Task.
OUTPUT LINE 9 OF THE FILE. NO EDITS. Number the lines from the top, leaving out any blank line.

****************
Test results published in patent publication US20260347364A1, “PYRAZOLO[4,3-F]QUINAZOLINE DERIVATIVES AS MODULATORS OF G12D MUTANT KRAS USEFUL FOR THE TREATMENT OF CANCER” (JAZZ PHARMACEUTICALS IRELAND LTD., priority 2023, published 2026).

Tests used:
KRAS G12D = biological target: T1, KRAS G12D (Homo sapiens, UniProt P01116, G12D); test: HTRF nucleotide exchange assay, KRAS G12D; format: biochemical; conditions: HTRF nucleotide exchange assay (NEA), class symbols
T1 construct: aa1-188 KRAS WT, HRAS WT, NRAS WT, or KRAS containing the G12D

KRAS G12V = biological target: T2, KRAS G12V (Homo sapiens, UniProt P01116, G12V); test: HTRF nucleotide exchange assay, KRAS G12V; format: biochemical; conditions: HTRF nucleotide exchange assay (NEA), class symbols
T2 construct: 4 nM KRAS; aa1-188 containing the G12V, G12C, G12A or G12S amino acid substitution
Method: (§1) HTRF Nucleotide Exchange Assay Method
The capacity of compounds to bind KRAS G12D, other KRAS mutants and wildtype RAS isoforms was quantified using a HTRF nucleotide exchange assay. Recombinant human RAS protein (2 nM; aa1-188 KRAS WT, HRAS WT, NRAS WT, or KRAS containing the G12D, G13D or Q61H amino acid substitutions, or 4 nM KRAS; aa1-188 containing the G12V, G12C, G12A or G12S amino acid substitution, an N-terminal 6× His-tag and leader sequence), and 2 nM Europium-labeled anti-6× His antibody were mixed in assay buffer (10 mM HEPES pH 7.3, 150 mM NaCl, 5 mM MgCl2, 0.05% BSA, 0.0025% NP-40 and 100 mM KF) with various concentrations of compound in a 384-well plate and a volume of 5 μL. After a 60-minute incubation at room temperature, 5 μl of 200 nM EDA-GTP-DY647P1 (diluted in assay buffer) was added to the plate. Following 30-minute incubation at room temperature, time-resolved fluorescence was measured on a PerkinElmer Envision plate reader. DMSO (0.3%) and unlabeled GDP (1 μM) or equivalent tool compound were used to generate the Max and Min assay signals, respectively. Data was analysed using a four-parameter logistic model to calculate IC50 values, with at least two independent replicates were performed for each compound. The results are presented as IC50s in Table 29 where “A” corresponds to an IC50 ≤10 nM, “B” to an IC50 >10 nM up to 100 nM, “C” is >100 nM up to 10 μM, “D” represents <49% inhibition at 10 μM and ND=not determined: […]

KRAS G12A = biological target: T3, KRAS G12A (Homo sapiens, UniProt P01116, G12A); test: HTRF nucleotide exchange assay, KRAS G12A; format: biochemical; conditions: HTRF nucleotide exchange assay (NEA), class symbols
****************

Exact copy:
KRAS G12A = biological target: T3, KRAS G12A (Homo sapiens, UniProt P01116, G12A); test: HTRF nucleotide exchange assay, KRAS G12A; format: biochemical; conditions: HTRF nucleotide exchange assay (NEA), class symbols